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An 11-year-old girl who died after a fight with a classmate in Long Beach cried, complained of a headache and vomited after the altercation, friends and family said.
Thursday, January 27th, 2011
While most women understand that amniotic fluid helps nourish and protect a growing baby in the womb, many are unaware of it’s benefits beyond pregnancy. Today’s launch of the very first National Amniotic Fluid Awareness Day aims to educate parents-to-be on the benefits involved in banking amniotic fluid during a pregnancy, according to Biocell Center, the leader in amniotic fluid preservation. While taking this precaution will cost you upwards of $1,000, research indicates that equipping a child with this option could very well protect him for life, explains Kate Torchilin, CEO of the center.
“The technology to preserve amniotic fluid did not exist until relatively recently so, for decades, doctors and labs have discarded what has proven to be one of the richest, natural sources of mesenchymal stem cells,” says Torchilin. “Amniotic fluid banking is the latest advance in stem cell preservation. Research with these stem cells is leading to significant medical discoveries, and the only way to take advantage is to plan ahead and preserve now.”
When collected and stored during a pregnancy (it’s done as part of an amniocentesis), research suggests amniotic fluid could eventually solve a great deal of medical issues that can arise during the course of that child’s life and do things like as help repair cartilage, heal wounds or grow heart valves. Because amniotic fluid stem cells are a perfect match for a child, the organs and tissues that can be grown from these cells will always be accepted by his body. There is also the potential for immediate family members to benefit should they be a match.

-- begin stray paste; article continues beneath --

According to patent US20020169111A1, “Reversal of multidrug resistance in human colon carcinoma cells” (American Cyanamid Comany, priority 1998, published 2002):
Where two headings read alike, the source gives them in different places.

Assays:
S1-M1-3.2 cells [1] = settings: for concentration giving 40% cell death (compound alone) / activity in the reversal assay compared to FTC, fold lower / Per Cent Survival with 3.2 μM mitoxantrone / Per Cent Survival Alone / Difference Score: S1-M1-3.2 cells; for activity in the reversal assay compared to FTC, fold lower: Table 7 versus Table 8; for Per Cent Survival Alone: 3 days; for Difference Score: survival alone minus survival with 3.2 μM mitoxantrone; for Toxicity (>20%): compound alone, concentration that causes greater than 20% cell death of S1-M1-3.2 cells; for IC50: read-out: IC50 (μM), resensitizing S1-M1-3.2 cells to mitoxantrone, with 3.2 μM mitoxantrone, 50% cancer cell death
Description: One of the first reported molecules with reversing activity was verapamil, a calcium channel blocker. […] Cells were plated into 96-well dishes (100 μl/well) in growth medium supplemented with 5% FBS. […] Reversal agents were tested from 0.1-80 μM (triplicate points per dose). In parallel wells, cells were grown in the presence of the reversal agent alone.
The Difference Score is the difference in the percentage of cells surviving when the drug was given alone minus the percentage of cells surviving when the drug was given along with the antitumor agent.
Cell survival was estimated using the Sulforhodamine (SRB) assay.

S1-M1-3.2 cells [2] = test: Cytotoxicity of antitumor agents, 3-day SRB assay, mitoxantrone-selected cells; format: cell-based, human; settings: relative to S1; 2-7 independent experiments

“It is easy and safe to collect amniotic fluid throughout the entire pregnancy, as early as the second trimester, because a little bit of it is already routinely collected during some prenatal tests”, says Torchilin. “A small amount – just one to a few teaspoonfuls – of fluid can be then set aside for preservation, without any change to the prenatal test itself.”
“Decisions about prenatal testing and stem cell banking can be overwhelming, so it is important for women who are pregnant or trying to conceiveto learn about all their options and be empowered to make the right decision for themselves and their family’s needs,” said Elizabeth Battaglino Cahill, RN, Executive Director of HealthyWomen, the leader in independent health information for women. “We hope that stem cell banking becomes a routine consideration during pregnancy planning and that women become educated early on.”
For more information about Amniotic Fluid Awareness day or amniotic fluid banking, please visit http://www.biocellcenter.com or call 1-866-246-2720.
Would you consider banking your amniotic fluid? Share your thoughts!